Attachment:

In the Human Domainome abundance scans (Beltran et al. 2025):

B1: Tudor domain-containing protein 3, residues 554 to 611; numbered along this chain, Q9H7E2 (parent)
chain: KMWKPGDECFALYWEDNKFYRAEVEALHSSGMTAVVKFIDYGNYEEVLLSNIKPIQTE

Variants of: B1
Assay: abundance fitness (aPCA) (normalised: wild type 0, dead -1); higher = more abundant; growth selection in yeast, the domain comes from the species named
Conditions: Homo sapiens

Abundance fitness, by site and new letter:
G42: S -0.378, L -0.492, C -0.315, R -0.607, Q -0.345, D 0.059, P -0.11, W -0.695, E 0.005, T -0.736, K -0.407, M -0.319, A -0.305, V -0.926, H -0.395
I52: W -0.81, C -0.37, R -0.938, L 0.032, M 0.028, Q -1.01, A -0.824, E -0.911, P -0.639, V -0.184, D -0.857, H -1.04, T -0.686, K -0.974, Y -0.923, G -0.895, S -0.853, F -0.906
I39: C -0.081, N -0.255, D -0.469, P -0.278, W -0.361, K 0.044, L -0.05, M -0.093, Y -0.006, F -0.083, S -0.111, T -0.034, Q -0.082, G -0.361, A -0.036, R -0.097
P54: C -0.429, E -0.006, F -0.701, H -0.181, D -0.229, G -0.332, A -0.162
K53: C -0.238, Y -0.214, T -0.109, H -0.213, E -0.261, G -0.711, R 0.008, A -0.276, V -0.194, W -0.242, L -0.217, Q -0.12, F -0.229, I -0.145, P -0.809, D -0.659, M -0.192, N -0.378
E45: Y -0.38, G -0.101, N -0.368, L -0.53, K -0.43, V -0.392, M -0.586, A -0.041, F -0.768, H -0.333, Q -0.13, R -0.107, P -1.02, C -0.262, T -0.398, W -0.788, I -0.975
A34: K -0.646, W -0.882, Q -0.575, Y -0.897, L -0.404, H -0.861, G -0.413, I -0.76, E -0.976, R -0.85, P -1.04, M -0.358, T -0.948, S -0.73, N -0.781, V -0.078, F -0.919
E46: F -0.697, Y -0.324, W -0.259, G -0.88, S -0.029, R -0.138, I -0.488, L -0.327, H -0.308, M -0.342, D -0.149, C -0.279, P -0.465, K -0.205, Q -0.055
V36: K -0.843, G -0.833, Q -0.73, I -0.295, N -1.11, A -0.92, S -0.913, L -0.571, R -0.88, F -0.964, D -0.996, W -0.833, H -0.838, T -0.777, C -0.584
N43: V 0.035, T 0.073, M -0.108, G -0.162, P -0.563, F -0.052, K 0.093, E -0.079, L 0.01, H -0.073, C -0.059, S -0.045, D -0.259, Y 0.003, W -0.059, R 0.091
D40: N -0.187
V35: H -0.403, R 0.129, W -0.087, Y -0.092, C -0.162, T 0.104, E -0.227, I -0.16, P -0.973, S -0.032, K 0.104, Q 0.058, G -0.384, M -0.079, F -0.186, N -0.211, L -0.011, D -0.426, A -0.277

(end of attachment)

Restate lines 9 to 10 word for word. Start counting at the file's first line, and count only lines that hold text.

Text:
I52: W -0.81, C -0.37, R -0.938, L 0.032, M 0.028, Q -1.01, A -0.824, E -0.911, P -0.639, V -0.184, D -0.857, H -1.04, T -0.686, K -0.974, Y -0.923, G -0.895, S -0.853, F -0.906
I39: C -0.081, N -0.255, D -0.469, P -0.278, W -0.361, K 0.044, L -0.05, M -0.093, Y -0.006, F -0.083, S -0.111, T -0.034, Q -0.082, G -0.361, A -0.036, R -0.097